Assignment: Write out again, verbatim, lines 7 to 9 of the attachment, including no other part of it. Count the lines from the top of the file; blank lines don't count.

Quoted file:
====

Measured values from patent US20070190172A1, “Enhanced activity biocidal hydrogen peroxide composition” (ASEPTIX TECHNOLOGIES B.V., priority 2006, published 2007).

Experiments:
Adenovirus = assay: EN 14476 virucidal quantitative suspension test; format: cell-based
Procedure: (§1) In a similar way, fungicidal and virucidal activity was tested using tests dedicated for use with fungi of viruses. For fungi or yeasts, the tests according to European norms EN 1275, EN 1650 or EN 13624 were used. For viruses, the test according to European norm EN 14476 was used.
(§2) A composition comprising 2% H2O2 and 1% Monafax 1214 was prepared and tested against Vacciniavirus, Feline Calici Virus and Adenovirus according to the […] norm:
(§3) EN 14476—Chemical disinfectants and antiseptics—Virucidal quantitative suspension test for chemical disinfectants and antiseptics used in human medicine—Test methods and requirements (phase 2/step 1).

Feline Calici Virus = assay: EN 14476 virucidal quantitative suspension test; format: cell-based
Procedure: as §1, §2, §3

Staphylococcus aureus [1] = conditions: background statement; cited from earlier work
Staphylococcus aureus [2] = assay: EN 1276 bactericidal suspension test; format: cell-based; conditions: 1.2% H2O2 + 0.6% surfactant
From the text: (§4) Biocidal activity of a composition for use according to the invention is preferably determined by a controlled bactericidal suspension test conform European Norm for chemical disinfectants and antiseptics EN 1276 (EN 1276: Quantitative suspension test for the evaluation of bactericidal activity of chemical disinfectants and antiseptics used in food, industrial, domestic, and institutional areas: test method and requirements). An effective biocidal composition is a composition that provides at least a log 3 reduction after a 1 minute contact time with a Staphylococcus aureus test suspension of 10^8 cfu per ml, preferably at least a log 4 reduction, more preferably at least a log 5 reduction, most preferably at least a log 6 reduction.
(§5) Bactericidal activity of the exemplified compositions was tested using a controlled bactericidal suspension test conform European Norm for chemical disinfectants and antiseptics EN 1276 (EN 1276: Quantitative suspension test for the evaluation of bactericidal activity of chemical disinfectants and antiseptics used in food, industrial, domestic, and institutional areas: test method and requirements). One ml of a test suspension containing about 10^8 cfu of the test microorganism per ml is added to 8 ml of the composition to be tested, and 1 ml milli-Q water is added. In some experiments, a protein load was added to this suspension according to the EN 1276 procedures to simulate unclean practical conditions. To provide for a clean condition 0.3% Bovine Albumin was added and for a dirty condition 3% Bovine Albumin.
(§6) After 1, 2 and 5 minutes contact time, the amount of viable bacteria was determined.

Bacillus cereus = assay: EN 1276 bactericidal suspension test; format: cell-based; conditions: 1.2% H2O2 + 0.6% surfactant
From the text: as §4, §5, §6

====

Feline Calici Virus = assay: EN 14476 virucidal quantitative suspension test; format: cell-based
Procedure: as §1, §2, §3

Staphylococcus aureus [1] = conditions: background statement; cited from earlier work